Tuesday, 24 October 2017

Asteroid 2017 TE5 passes the Earth.

Asteroid 2017 TE5 passed by the Earth at a distance of about 513 850 km (1.34 times the average distance between the Earth and the Moon, or 0.34% of the distance between the Earth and the Sun), slightly before 11.10 am GMT on Tuesday 17 October 2017. There was no danger of the asteroid hitting us, though were it to do so it would not have presented a significant threat. 2017 TE5 has an estimated equivalent diameter of 12-38 m (i.e. it is estimated that a spherical object with the same volume would be 12-38 m in diameter), and an object of this size would be expected to explode in an airburst (an explosion caused by superheating from friction with the Earth's atmosphere, which is greater than that caused by simply falling, due to the orbital momentum of the asteroid) in the atmosphere between 30 and 12 km above the ground, with only fragmentary material reaching the Earth's surface.

 Image of 2017 TE50 taken on 17 October 2017 from Ceccano in Italy with the Elena Telescope. The asteroid is the point in the centre of the picture. The longer lines are stars, their elongation being caused by the telescope tracking the asteroid over the length of the exposure, in this case three 90 second exposures, giving each star a triple line. Gianluca Masi/Virtual Telescope.

2017 TE5 was discovered on 14 October 2017 (three days before its closest approach to the Earth) by the University of Arizona's Catalina Sky Survey, which is located in the Catalina Mountains north of Tucson. The designation 2017 TE5 implies that it was the 130th asteroid (asteroid E5) discovered in the first half of October 2017 (period 2017 T).
The calculated orbit of 2017 TE5. Minor Planet Center.

2017 TE5 has an 899 day orbital period and an eccentric orbit tilted at an angle of 10.3° to the plane of the Solar System, which takes it from 0.92 AU from the Sun (i.e. 92% of he average distance at which the Earth orbits the Sun) to 2.73 AU from the Sun (i.e. 273% of the average distance at which the Earth orbits the Sun, considerably more than the distance at which the planet Mars orbits the Sun). It is therefore classed as an Apollo Group Asteroid (an asteroid that is on average further from the Sun than the Earth, but which does get closer). This means that the asteroid has occasional close encounters with the Earth, with the last thought to have happened in January 2013.

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Monday, 23 October 2017

Seven dead in Thailand flooding.

Seven people have died in flooding in northern Thailand since 10 October 2017, as the country has suffered its heaviest rains for thirty years, with 214 mm of rain falling on Bangkok in a single night this weekend (more than two thirds of the rain that would usually be expected to fall on the city in the entire of October). In order to protect the city, authorities have restricted the outflow of water from the Chao Phraya Barrage, leading to flooding in communities behind the dam; this comes after a decision to increase the outflow from the dam earlier this month that resulted in flooding in communities downstream of the dam, an operation which cannot be repeated without effecting the city, as high rain levels have prevented the floods from subsiding.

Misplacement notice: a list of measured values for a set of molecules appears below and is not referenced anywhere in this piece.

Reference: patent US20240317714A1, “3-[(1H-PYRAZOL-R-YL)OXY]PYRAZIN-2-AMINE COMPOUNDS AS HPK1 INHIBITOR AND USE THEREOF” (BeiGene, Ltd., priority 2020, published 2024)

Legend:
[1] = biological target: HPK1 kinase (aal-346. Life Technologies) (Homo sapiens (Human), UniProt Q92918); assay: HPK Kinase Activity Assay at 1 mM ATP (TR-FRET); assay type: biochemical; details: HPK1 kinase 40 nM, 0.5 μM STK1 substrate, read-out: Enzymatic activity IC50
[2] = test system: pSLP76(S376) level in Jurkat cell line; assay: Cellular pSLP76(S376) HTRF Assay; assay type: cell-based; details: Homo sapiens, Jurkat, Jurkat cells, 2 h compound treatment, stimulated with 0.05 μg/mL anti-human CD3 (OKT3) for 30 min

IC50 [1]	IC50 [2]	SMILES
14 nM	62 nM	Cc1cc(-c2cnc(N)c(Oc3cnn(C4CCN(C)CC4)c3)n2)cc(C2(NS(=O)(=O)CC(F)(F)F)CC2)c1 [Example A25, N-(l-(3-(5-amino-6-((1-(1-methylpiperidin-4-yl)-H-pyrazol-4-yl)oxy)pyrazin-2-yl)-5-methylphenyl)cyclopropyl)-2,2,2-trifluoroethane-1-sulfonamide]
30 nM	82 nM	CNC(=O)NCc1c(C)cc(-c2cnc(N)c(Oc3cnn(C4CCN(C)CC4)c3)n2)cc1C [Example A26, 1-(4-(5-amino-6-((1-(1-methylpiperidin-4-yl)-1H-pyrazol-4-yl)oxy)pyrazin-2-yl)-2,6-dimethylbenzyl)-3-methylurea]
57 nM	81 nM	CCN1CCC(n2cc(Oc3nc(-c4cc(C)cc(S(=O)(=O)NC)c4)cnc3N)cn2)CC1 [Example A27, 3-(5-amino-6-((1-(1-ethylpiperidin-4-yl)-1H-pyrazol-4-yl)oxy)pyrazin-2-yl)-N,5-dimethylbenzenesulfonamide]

An earth barrage in the Khok Samrong district of Lop Buri Province that gave way on Tuesday 17 October 2017, causing flooding in villages downstream. Thia Visa.

Thailand has a tropical climate, with a monsoon season that usually lasts from June to October. Typically September produces the highest rainfall, with the rains trailing off in October. However, as with other countries in Southeast Asia this year, the rains have been exceptionally heavy this year, so that reservoirs and barrages have filled to capacity by the beginning of October, and the rains have persisted longer, pushing water storage systems beyond their capacity.

Flooding in the Sapphaya District of Chai Nat Province, caused by a discharge of water from the Chao Phraya Barrage earlier this month. Chudet Sihawong/The Straits Times.
Monsoons are tropical sea breezes triggered by heating of the land during the warmer part of the year (summer). Both the land and sea are warmed by the Sun, but the land has a lower ability to absorb heat, radiating it back so that the air above landmasses becomes significantly warmer than that over the sea, causing the air above the land to rise and drawing in water from over the sea; since this has also been warmed it carries a high evaporated water content, and brings with it heavy rainfall. In the tropical dry season the situation is reversed, as the air over the land cools more rapidly with the seasons, leading to warmer air over the sea, and thus breezes moving from the shore to the sea (where air is rising more rapidly) and a drying of the climate. This situation is particularly intense in South Asia, due to the presence of the Himalayas. High mountain ranges tend to force winds hitting them upwards, which amplifies the South Asian Summer Monsoon, with higher winds leading to more upward air movement, thus drawing in further air from the sea. 

Diagrammatic representation of wind and rainfall patterns in a tropical monsoon climate. Geosciences/University of Arizona.

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Bombus trophonius: A new species of Bumble Bee from the Czech Republic.